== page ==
Scholl, B. J. (Ed.) (2002). Objects and attention. Cambridge, MA: MIT Press.
This is a book version of a special issue of Cognition published in 2001 (vol. 80, #1-2), edited by Brian Scholl. Below are a list of the articles from this special issue, all of which appear as chapters in the book. The list below cites the original journal-article version of each paper.
Jacket Blurb from MIT Press
One of the most important and controversial topics in the field of visual attention is the nature of the units of attentional selection. Traditional models have characterized attention in spatial terms, as a 'spotlight' that moves around the visual field, applying processing resources to whatever falls within that spatial region. Recent models of attention, in contrast, suggest that in some cases the underlying units of selection are discrete visual objects and that attention may be limited by the number of objects that can be simultaneously selected.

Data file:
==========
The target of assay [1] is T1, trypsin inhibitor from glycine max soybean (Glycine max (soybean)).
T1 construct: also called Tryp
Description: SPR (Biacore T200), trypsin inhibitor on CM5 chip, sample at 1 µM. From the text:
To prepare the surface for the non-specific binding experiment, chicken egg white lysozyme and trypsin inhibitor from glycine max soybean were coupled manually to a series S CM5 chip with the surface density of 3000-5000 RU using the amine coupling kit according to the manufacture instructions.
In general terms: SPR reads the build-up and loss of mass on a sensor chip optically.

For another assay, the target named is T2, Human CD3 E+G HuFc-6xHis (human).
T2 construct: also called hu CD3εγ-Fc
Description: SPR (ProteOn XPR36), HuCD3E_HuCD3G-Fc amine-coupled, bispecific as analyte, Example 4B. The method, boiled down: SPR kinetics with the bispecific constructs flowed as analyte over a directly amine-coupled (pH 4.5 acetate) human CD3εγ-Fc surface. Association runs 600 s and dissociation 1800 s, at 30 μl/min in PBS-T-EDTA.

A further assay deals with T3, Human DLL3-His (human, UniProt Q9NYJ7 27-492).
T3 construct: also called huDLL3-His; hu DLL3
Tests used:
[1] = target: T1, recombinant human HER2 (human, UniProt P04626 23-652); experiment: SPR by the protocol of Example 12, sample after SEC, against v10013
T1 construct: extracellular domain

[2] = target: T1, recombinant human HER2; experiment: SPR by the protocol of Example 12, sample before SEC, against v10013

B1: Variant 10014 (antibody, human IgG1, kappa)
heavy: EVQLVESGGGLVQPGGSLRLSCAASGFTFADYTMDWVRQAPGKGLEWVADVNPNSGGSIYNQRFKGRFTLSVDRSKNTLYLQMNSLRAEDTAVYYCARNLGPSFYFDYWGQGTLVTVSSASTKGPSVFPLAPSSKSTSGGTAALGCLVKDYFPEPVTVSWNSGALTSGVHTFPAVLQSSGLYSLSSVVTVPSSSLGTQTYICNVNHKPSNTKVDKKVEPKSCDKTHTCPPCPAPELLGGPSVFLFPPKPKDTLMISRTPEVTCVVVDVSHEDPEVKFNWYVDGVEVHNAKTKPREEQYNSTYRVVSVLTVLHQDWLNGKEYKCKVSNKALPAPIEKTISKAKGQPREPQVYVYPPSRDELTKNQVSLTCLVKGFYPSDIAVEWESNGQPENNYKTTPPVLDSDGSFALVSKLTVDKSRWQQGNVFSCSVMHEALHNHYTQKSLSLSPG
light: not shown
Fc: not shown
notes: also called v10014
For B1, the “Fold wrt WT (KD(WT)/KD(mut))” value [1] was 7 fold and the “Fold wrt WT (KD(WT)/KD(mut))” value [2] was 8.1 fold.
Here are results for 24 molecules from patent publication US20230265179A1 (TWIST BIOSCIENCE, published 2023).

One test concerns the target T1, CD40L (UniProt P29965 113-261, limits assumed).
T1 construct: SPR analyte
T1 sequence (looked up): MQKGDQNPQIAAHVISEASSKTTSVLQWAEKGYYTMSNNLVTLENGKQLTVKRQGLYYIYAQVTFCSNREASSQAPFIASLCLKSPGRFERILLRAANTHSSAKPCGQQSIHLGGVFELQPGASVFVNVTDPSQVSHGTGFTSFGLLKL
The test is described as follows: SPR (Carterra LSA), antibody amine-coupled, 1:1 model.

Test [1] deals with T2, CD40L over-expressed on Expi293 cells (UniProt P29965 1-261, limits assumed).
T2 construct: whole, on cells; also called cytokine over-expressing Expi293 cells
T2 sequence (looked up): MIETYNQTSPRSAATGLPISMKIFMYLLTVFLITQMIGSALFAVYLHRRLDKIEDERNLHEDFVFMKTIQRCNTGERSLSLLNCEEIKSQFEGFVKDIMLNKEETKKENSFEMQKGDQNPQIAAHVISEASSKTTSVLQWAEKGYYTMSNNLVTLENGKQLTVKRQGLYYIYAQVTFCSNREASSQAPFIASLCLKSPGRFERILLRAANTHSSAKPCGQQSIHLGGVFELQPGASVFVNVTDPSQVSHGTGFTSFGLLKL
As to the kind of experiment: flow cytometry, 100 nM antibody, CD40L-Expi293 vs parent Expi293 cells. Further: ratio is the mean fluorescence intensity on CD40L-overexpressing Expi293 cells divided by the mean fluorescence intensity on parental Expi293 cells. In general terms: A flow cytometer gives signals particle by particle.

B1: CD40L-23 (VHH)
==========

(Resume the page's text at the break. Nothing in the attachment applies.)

Objects and Attention explores the idea that attention and objecthood are intimately and importantly related. In addition to reviewing the evidence for object-based attention and exploring what can 'count' as an object of attention, it examines how such issues relate to other sensory modalities, such as auditory objects of attention, and to other areas of cognitive science, such as the infant's object concept. The book has applications to work in experimental cognitive psychology, neuropsychology and cognitive neuroscience, philosophy of mind, developmental psychology, computer modelling, and the psychology of audition.
Table of Contents
- Scholl, B. J. (2001). Objects and attention: The state of the art. Cognition, 80(1/2), 1-46.
- Cavanagh, P., Labianca, A., & Thornton, I. (2001). Attention-based visual routines: Sprites. Cognition, 80(1/2), 47-60.
- Driver, J., Davis, G., Russell, C., Turatto, M., & Freeman, E. (2001). Segmentation, attention, and phenomenal visual objects. Cognition, 80(1/2), 61-95.
- Kubovy, M., & Van Valkenburg, D. (2001). Auditory and visual objects. Cognition, 80(1/2), 97-126
- Pylyshyn, Z. W. (2001). Visual indexes, preconceptual objects, and situated vision. Cognition, 80(1/2), 127-158.
- Scholl, B. J., Pylyshyn, Z. W., & Feldman, J. (2001). What is a visual object? Evidence from target merging in multiple object tracking. Cognition, 80(1/2), 159-177.
- Carey, S., & Xu, F. (2001). Infant knowledge of objects: Beyond object files and object tracking. Cognition, 80(1/2), 179-213.